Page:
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Doc Sara
Doc Sara, Veterinarian
Category: Dog Veterinary
Satisfied Customers: 952
Experience:  I am a dog and cat veterinarian with a lifetime of experience in our family veterinary hospital.
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She had a toenail removed 5 days ago. Sg : She is 14 yrs old

Customer Question

She had a toenail removed 5 days ago. Sg
JA: I'll do all I can to help. What is wrong with Sg?
Customer: She is 14 yrs old and tonight has started with a very rapid heart
JA: Where does Sg seem to hurt?
Customer: She is on antibiotics. Her toe is fine but I'm worried about her rapid heart & heavy breathing
JA: Is there anything else important you think the Veterinarian should know about Sg?
Customer: No. She is sleeping.
JA: OK. Got it. I'm sending you to a secure page on JustAnswer so you can place the $5 fully-refundable deposit now. While you're filling out that form, I'll tell the Veterinarian about your situation and then connect you two.
Submitted: 1 year ago.
Category: Dog Veterinary
Expert:  Doc Sara replied 1 year ago.

Hi there, I'm Dr. Sara. I'm a licensed veterinarian who works exclusively with cats and dogs. I'm so sorry to hear that your aging kitty is having some breathing troubles tonight - I will do my best to help.

Respiratory rate is a good indicator of cardiac and respiratory function. If she is taking more than 35 breaths per minute while she is sleeping, that does indicate significant compromise. It can be either cardiac or respiratory issues that can cause an increase in respiratory rate or effort. In her case, since she's so recently had an anesthetic event, it could be either that she's developed pneumonia or is now experiencing heart failure after the stress on her system. Feline asthma is another common cause of an elevated respiratory rate in kitties. Severe anemia can cause it as well. Any increase in respiratory effort or rate definitely merits veterinary investigation ASAP, especially in an older cat who may decompensate and become quite ill in a short period of time (like overnight). I'm sorry - I know that this isn't what you may want to hear but the safest thing to do if you're seeing a high respiratory rate, open mouth breathing, or labored breathing, would be to get her to a veterinarian ASAP - even if that means heading in to an emergency clinic.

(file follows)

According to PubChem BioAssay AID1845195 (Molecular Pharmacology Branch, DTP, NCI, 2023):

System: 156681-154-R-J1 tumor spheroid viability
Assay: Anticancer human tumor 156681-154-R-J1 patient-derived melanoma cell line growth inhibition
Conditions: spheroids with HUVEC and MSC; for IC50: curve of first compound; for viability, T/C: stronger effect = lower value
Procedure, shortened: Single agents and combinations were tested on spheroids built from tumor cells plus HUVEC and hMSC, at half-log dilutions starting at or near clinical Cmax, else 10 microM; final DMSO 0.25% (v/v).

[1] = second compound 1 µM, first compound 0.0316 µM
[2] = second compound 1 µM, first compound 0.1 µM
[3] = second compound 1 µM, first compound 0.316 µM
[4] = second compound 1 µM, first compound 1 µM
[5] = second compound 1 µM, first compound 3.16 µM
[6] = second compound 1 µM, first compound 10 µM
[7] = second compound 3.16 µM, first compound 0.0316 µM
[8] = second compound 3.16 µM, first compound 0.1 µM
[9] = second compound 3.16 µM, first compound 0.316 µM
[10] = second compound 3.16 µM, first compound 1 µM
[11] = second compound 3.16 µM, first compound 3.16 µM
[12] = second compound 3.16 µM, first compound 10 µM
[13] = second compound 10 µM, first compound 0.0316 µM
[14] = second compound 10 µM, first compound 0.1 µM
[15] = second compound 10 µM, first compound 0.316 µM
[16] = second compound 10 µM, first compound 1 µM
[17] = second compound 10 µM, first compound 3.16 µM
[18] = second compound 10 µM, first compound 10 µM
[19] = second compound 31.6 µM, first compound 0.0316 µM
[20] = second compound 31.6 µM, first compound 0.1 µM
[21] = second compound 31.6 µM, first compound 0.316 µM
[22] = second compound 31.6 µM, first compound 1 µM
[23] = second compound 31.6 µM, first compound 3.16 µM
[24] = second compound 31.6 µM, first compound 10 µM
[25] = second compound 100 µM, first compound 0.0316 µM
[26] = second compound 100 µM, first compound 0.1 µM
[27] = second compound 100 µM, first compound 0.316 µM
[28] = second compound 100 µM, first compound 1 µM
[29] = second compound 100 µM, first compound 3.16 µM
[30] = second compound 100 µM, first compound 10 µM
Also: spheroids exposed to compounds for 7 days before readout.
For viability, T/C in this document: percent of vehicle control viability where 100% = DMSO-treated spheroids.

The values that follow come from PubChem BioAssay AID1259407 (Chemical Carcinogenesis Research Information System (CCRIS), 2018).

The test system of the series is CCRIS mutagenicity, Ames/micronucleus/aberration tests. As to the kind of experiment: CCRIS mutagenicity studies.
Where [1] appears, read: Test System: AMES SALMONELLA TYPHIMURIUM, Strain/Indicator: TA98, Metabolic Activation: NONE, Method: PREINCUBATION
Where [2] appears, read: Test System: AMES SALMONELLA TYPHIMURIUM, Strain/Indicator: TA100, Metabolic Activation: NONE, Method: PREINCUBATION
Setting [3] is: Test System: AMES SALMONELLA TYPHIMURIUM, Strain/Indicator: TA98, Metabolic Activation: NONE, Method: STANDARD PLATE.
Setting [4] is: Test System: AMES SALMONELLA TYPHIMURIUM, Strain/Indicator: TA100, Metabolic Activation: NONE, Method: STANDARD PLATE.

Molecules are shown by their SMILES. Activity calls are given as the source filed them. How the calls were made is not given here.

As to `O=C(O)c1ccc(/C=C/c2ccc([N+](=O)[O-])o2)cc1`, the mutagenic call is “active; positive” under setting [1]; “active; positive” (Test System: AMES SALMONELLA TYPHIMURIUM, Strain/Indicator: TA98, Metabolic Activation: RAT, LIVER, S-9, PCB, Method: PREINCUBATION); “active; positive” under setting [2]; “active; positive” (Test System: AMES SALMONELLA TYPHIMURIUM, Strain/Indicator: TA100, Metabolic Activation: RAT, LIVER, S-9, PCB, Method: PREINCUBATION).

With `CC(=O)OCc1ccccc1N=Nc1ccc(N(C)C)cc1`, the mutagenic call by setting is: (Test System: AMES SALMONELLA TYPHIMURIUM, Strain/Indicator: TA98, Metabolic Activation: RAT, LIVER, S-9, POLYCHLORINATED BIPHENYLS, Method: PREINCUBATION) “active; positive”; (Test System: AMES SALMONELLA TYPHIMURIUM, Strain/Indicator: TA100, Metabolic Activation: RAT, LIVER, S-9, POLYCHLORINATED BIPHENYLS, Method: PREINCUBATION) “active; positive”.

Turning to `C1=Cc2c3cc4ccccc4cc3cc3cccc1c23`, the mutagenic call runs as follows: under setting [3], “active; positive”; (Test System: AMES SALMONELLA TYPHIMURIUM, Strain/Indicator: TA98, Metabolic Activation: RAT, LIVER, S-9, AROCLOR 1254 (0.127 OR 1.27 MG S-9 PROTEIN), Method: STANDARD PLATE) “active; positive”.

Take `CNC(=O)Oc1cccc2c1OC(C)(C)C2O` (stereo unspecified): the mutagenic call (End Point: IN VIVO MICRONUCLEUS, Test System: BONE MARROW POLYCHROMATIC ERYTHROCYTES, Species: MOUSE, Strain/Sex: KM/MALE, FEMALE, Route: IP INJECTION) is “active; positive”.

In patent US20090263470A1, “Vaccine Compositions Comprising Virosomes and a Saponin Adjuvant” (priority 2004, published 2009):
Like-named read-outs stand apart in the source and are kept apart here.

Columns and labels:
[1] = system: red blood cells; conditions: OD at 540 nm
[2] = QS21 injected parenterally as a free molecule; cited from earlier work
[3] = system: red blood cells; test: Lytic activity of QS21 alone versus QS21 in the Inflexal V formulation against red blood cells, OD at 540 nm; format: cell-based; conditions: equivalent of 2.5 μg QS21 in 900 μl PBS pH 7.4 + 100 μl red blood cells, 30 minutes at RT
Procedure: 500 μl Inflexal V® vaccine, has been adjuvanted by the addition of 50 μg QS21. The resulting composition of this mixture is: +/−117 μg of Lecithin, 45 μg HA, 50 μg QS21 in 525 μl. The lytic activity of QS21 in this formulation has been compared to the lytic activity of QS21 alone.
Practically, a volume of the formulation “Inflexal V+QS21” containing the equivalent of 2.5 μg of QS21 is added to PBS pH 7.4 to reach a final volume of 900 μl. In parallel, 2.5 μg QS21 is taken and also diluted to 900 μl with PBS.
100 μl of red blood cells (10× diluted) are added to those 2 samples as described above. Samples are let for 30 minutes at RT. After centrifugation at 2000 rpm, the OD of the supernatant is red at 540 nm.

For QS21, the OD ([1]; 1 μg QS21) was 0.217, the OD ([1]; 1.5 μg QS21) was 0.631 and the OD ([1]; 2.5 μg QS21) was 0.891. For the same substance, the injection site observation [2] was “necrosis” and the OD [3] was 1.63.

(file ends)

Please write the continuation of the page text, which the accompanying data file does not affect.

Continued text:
Please let me know what questions I can handle for you.
~Dr. Sara

My goal is to provide you with the most complete and accurate “five star” answer. If my answer isn’t what you were expecting, it’s incomplete, or you have more questions please simply reply with your follow up questions. I would be happy to continue chatting. If my answer has been helpful to you, please show me by giving me a favorable rating. Thank you so much :)

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